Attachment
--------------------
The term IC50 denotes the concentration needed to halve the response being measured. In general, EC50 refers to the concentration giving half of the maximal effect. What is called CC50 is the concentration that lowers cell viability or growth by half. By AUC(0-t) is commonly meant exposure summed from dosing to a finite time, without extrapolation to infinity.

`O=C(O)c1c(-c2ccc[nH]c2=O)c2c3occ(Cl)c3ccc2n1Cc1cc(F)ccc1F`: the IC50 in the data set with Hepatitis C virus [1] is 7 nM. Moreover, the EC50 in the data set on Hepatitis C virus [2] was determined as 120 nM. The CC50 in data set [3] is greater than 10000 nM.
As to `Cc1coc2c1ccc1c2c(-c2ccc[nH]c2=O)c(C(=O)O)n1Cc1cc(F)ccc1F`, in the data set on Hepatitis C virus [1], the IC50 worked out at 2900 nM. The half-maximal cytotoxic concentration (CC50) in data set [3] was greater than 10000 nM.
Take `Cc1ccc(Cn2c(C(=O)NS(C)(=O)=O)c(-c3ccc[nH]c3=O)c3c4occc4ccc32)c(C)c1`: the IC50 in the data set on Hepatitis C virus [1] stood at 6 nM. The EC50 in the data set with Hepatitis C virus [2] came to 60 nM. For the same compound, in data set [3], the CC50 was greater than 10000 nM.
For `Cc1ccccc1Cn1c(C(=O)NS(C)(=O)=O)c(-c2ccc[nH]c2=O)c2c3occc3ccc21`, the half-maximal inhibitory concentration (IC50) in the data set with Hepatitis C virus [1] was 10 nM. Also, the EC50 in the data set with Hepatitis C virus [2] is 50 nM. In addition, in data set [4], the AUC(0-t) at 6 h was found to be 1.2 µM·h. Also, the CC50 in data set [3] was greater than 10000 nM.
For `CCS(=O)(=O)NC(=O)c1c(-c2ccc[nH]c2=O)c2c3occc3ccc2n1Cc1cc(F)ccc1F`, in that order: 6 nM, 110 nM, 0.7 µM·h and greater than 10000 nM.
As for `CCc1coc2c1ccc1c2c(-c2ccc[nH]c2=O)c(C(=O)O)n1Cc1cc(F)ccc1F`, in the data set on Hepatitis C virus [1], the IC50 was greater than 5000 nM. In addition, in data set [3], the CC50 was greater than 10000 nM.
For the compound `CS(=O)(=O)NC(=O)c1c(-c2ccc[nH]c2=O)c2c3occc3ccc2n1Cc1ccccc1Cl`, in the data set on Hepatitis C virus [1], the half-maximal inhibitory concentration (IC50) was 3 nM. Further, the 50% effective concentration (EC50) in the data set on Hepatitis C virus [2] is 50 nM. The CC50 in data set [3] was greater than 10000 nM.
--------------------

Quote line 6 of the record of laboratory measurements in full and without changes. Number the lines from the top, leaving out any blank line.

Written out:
For `CCS(=O)(=O)NC(=O)c1c(-c2ccc[nH]c2=O)c2c3occc3ccc2n1Cc1cc(F)ccc1F`, in that order: 6 nM, 110 nM, 0.7 µM·h and greater than 10000 nM.